Anti-Intellectualism: The Demerit Subsidized Good?


Recently, President Donald Trump announced the intent of the United States to withdraw from the Paris Accord. For some, this was a shock as there was an overwhelming consensus that climate change was, for one, real, and two, that there were time constraints in ensuring our survival as a species. However, what seems to be the small majority of people, those greedy or playing politics, is really part of a greater movement of what can broadly be classified as ‘anti-intellectualism’. Yet, this trend is hardly new, especially in the field of economics. So the question then becomes: how did we get here?

I could probably rant on and on about the historical context of the shift backwards from Keynesian to Neoclassical thought, given I am a  New Keynesian (I have such ousted potential biases), but that’s not what actually bothers me about the field of economics today. The answer to the aforementioned question really comes from a more economic question: who has a demand for economics as a study? In today’s economy, two main types of employers exist. The first one: the government. As it has for nearly over a century, the government has employed economists not only in the macroeconomic department, to make decisions on the interest rate and such, but also as advisors to policy makers to better understand the effects of various policies concerning price controls, regulations, and other proposals they may have for an agenda in parliament or for their respective platforms. More recently, however, economists have also been increasingly employed in the private industry to better understand markets and economic trends in order to improve profitability.

Very often, these economists are handpicked by political actors as policy advisors, subsidized independent government advisors and academics. Hence, it is no surprise that they act, more often than not, in their own self-interest, and that we find ourselves listening to elected and appointed officials cite fairly illegitimate “economists”. This is probably why the American government still has found ways to convince a large portion of the general public that privatized healthcare has benefited the “common American”, despite the fact that, according to PBS, the average American household spends $10,350 as of 2015, spending the most among developed nations and yet has some of the worst health care coverage and quality [1].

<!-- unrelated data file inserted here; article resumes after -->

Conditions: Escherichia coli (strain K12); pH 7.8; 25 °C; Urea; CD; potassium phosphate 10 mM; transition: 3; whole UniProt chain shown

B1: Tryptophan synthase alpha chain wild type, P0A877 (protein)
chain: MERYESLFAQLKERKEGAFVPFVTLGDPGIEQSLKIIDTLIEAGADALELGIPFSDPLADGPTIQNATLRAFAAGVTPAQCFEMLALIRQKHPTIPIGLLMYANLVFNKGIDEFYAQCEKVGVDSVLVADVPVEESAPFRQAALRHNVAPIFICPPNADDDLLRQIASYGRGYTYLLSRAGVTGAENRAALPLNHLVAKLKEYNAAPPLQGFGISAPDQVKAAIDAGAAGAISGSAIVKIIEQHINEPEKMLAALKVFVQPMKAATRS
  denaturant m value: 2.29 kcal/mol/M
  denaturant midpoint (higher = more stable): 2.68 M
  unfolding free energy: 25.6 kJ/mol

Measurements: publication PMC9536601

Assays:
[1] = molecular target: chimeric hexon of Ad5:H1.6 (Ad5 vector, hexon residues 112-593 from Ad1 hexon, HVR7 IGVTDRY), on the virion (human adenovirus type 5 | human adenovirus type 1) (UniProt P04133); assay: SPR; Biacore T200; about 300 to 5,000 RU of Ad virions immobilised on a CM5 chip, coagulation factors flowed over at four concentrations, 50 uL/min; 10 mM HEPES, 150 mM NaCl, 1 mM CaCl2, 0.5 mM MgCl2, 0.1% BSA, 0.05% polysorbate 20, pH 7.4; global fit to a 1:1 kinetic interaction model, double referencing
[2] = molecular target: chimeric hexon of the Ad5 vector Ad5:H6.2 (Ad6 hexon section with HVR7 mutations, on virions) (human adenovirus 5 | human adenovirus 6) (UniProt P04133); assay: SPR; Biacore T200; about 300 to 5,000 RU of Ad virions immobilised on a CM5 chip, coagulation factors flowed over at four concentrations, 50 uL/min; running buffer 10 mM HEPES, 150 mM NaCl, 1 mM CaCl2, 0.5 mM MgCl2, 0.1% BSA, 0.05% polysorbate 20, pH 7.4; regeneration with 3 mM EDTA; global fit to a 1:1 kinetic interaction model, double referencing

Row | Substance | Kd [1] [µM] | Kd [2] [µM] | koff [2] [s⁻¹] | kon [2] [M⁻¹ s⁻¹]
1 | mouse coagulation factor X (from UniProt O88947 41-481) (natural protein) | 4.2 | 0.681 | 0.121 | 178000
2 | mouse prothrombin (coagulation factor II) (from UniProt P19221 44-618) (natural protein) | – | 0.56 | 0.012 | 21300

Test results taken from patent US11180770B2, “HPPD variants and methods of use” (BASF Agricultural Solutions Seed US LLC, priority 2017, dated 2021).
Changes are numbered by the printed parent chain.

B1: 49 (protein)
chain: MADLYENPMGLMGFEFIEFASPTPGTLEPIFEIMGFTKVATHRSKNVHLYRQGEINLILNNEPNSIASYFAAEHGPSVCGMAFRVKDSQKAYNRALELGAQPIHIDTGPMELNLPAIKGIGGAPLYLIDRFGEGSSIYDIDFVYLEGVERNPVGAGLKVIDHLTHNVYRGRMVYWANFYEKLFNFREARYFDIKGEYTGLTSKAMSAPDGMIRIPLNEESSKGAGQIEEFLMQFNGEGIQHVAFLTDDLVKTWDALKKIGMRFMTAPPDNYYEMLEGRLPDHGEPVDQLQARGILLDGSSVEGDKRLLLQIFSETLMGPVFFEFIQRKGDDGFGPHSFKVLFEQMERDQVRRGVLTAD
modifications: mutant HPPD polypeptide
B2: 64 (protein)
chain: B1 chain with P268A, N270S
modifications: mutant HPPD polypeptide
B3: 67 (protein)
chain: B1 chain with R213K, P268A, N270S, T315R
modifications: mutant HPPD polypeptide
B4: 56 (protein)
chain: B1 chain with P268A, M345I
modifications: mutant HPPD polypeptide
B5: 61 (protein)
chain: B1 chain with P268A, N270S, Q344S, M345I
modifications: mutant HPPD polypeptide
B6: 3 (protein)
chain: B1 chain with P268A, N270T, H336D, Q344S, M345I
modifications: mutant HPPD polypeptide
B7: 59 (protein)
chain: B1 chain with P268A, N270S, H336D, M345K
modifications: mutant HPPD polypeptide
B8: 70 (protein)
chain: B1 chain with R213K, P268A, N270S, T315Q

These legitimized, though illegitimate, economists are not necessarily the ones that have the best ideas, theories or research, but rather the ones that are willing to vouch for ideas that serve specific private interests – ones that, more often than not, benefit specific interest groups (i.e. large, wealthy corporations) or, as we have seen through Brexit and the American election, ideas that political actors find relevant to flashy campaigns. (Though that is not to say there are no legitimate economists who have reasonable theories supported by reasonable data.) These economists’ ideas, sometimes shrouded in things like “secret data” or other violations of basic scientific principles, which some economists, like John Cochrane from the Stanford Hoover Institute [2], have decried, are being subsidized. This is at the opportunity cost of ideas that, while may not find themselves to be part of the campaign or corporate interest, may be in the best interest of the public. Unfortunately, these are effectively delegitimized.

The (alternative) fact in the matter is that economics is not a science whereby its academics have leeway to make much error- real policy is constructed from their data, which affect large populations of people in often life-changing ways. Good economics, based on transparent information, processed in transparent manners, with papers open to discussion and further investigation – is a merit good.

“The ideas of economists and political philosophers, both when they are right and when they are wrong are more powerful than is commonly understood. Indeed, the world is ruled by little else. Practical men, who believe themselves to be quite exempt from any intellectual influences, are usually slaves of some defunct economist.”

– John Maynard Keynes